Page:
I was delighted to find that James Stuart has uploaded a recording of Humphrey Searle’s ‘Highland Reel’ to YouTube. Unfortunately, there is no indication of when this radio broadcast was made, or who the performers were. Yet that matters little. It is good to have it on ‘record.’
Humphrey Searle is usually regarded as being a ‘fearsome’ modernist who made use of the ‘dreaded’ twelve-tone system. He is only outdone in this ‘evil’ by Elisabeth Lutyens in their ability to compose unmusical music. The truth is less dramatic. Searle did use tone rows, but nearly always applied his own musical aesthetic to the resultant music. He never allowed the ‘system’ to dominate. Another profound influence on his style was Franz Liszt, so there is often a ‘romantic’ feel in much of his music. There is another side to Searle’s musical achievement: film music. For more than 20 years he contributed excellent scores for dozens of documentaries and feature films. Much of this music seems to belie his commitment to serialism. It is in this vein of tonal, ‘light music’ that the ‘Highland Reel’ is situated.
During the early part of Second World War, Searle, enlisted with the Gloucestershire Regiment, was stationed in Fort William in Scotland as part of the ‘protection force’ for military installations.
Searle wrote in his autobiography that:
‘We didn't have much to amuse us in our leisure time, but occasionally dances were held in the village hall in Arisaig, near Lochailort. These dances usually started at dusk and ended at dawn, as the girls had to walk long distances over the mountains to get to them. They played the traditional Highland dances, which gave me the idea of writing a suite on Highland tunes, and also modern jazz.’ The Suite was never composed. (Searle, Humphrey, Quadrille with a Raven Chapter 8 unpublished)
In the latter years of the war Searle was posted to Germany where, after the conclusion of hostilities, he assisted Hugh Trevor-Roper in his research for The Last Days of Hitler (1947)
Searle writes of this time:
‘…I conducted some orchestral concerts; we had some Forces musicians whom I was able to supplement with players from a former German school of military music at nearby Buckeburg. We performed popular works, Beethoven's 5th, Schubert's Unfinished and a choral version of Strauss's Tales from the Vienna Woods, and also Bach's 5th Brandenburg Concerto, with an excellent officer colleague as piano soloist, and the three well-known pieces from Berlioz' "Damnation of Faust". I also wrote a ‘Highland Reel’, based on tunes I had heard in Scotland during the war, and it had its first performance here. The concerts were invariably fully attended and the audiences enthusiastic, but I was severely reprimanded by the Control Commission for "fraternising with the enemy". Apparently it was an offence to form a joint Anglo-German orchestra! (Searle, Humphrey, Quadrille with a Raven Chapter 9 unpublished)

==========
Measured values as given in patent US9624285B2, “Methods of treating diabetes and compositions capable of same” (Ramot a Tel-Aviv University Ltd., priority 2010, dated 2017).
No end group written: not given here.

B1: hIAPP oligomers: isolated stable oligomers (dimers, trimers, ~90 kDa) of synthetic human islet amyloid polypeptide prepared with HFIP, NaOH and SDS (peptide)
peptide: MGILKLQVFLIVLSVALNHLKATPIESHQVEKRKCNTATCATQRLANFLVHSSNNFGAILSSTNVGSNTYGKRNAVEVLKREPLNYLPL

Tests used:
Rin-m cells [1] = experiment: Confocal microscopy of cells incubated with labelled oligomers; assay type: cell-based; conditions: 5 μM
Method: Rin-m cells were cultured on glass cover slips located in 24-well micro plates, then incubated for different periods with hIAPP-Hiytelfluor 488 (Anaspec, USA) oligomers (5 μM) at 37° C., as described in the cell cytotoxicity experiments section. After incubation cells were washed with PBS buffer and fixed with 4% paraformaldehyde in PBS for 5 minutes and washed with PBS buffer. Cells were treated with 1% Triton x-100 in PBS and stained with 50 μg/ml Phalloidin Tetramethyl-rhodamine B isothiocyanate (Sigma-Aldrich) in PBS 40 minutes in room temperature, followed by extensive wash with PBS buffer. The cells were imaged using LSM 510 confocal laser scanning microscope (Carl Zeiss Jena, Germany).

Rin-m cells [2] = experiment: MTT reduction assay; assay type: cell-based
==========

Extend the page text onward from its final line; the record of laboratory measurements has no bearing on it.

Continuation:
The ‘Highland Reel’ was first performed on 18 February 1946 at the Rhine Army Headquarters, located at Bad Oeynhausen. It is not surprising that there appears to be no critical account of this concert in the musical press. Since that time, it seems to have been largely forgotten. Perhaps it would be good to have a definitive recording of this short piece.
The full score and performance material was published in c.1955 by Joseph Williams. Alan Poulton’s catalogue of the composer’s music states that there is also an incomplete arrangement for two pianos. The ‘Highland Reel’ lasts for a mere three minutes.
The work opens quietly with a typically Scottish dance tune. This is quite stylised. My knowledge of Scottish music does not allow me to identify which reel is being played. It may be that this is a confection rather than a transcription of any particular tune. It does sound a wee bit like film music for a Whisky Galore type of production. There is a quiet moment, where the lovers emerge from the ceilidh to enjoy the night air, before the music closes with three loud chords. An impressive feature of this work is the orchestration which seems is both idiomatic and subtle.
Twelve years later, Humphrey Searle was to revisit Scotland with his delightful score for the British Transport Film, The Coasts of the Clyde (1958). This makes use of Scottish themes without descending into a selection of pedantic or trite arrangements. Especially attractive is his scoring of the ‘aquarium scene.’